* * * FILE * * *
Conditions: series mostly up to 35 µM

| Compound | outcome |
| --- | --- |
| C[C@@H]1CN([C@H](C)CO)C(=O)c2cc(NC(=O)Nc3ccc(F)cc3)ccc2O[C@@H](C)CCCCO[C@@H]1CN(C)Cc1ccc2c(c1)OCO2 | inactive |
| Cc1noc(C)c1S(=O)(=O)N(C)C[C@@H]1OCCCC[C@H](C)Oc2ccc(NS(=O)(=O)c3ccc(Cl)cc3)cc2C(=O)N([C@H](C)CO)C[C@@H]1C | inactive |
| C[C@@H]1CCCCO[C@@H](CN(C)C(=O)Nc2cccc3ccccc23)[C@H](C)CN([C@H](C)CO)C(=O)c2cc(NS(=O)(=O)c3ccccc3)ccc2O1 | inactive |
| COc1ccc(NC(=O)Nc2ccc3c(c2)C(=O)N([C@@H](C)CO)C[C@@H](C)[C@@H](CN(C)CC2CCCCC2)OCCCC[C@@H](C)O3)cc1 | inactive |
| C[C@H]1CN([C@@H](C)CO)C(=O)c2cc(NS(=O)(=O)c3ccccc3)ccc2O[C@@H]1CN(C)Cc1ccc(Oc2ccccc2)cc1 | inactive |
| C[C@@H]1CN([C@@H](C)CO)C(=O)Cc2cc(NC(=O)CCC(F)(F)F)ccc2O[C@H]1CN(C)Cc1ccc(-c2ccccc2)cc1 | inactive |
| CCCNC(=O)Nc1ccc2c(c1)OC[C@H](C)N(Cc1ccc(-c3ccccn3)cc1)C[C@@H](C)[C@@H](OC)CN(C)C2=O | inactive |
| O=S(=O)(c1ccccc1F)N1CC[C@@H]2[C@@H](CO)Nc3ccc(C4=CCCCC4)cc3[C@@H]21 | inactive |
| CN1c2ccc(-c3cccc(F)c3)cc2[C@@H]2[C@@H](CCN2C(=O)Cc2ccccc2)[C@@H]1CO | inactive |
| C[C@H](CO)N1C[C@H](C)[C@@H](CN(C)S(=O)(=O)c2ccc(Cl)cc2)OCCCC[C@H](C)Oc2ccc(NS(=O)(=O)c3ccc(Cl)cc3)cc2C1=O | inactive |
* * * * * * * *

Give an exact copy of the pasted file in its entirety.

Conditions: series mostly up to 35 µM

| Compound | outcome |
| --- | --- |
| C[C@@H]1CN([C@H](C)CO)C(=O)c2cc(NC(=O)Nc3ccc(F)cc3)ccc2O[C@@H](C)CCCCO[C@@H]1CN(C)Cc1ccc2c(c1)OCO2 | inactive |
| Cc1noc(C)c1S(=O)(=O)N(C)C[C@@H]1OCCCC[C@H](C)Oc2ccc(NS(=O)(=O)c3ccc(Cl)cc3)cc2C(=O)N([C@H](C)CO)C[C@@H]1C | inactive |
| C[C@@H]1CCCCO[C@@H](CN(C)C(=O)Nc2cccc3ccccc23)[C@H](C)CN([C@H](C)CO)C(=O)c2cc(NS(=O)(=O)c3ccccc3)ccc2O1 | inactive |
| COc1ccc(NC(=O)Nc2ccc3c(c2)C(=O)N([C@@H](C)CO)C[C@@H](C)[C@@H](CN(C)CC2CCCCC2)OCCCC[C@@H](C)O3)cc1 | inactive |
| C[C@H]1CN([C@@H](C)CO)C(=O)c2cc(NS(=O)(=O)c3ccccc3)ccc2O[C@@H]1CN(C)Cc1ccc(Oc2ccccc2)cc1 | inactive |
| C[C@@H]1CN([C@@H](C)CO)C(=O)Cc2cc(NC(=O)CCC(F)(F)F)ccc2O[C@H]1CN(C)Cc1ccc(-c2ccccc2)cc1 | inactive |
| CCCNC(=O)Nc1ccc2c(c1)OC[C@H](C)N(Cc1ccc(-c3ccccn3)cc1)C[C@@H](C)[C@@H](OC)CN(C)C2=O | inactive |
| O=S(=O)(c1ccccc1F)N1CC[C@@H]2[C@@H](CO)Nc3ccc(C4=CCCCC4)cc3[C@@H]21 | inactive |
| CN1c2ccc(-c3cccc(F)c3)cc2[C@@H]2[C@@H](CCN2C(=O)Cc2ccccc2)[C@@H]1CO | inactive |
| C[C@H](CO)N1C[C@H](C)[C@@H](CN(C)S(=O)(=O)c2ccc(Cl)cc2)OCCCC[C@H](C)Oc2ccc(NS(=O)(=O)c3ccc(Cl)cc3)cc2C1=O | inactive |